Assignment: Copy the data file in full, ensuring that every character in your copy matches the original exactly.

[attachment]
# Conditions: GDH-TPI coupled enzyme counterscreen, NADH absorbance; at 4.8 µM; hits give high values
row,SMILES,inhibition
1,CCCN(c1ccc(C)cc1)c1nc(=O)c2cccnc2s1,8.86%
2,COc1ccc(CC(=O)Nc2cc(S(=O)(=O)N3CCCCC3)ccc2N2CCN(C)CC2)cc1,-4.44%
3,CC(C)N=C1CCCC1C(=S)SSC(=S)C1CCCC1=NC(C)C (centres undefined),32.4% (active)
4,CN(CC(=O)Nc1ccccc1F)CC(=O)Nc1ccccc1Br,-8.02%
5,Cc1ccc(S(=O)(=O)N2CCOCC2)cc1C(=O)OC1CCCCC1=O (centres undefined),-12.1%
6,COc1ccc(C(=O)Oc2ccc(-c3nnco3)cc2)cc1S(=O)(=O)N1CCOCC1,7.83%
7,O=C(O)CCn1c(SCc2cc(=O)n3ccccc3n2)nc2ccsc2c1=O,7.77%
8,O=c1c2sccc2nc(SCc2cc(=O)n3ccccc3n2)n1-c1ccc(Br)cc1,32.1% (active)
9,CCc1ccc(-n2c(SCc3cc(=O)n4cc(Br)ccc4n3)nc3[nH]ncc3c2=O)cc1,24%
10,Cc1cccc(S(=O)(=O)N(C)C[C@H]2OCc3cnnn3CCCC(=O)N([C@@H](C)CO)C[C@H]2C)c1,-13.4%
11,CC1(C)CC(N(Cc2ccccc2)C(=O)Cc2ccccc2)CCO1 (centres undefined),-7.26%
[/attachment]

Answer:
# Conditions: GDH-TPI coupled enzyme counterscreen, NADH absorbance; at 4.8 µM; hits give high values
row,SMILES,inhibition
1,CCCN(c1ccc(C)cc1)c1nc(=O)c2cccnc2s1,8.86%
2,COc1ccc(CC(=O)Nc2cc(S(=O)(=O)N3CCCCC3)ccc2N2CCN(C)CC2)cc1,-4.44%
3,CC(C)N=C1CCCC1C(=S)SSC(=S)C1CCCC1=NC(C)C (centres undefined),32.4% (active)
4,CN(CC(=O)Nc1ccccc1F)CC(=O)Nc1ccccc1Br,-8.02%
5,Cc1ccc(S(=O)(=O)N2CCOCC2)cc1C(=O)OC1CCCCC1=O (centres undefined),-12.1%
6,COc1ccc(C(=O)Oc2ccc(-c3nnco3)cc2)cc1S(=O)(=O)N1CCOCC1,7.83%
7,O=C(O)CCn1c(SCc2cc(=O)n3ccccc3n2)nc2ccsc2c1=O,7.77%
8,O=c1c2sccc2nc(SCc2cc(=O)n3ccccc3n2)n1-c1ccc(Br)cc1,32.1% (active)
9,CCc1ccc(-n2c(SCc3cc(=O)n4cc(Br)ccc4n3)nc3[nH]ncc3c2=O)cc1,24%
10,Cc1cccc(S(=O)(=O)N(C)C[C@H]2OCc3cnnn3CCCC(=O)N([C@@H](C)CO)C[C@H]2C)c1,-13.4%
11,CC1(C)CC(N(Cc2ccccc2)C(=O)Cc2ccccc2)CCO1 (centres undefined),-7.26%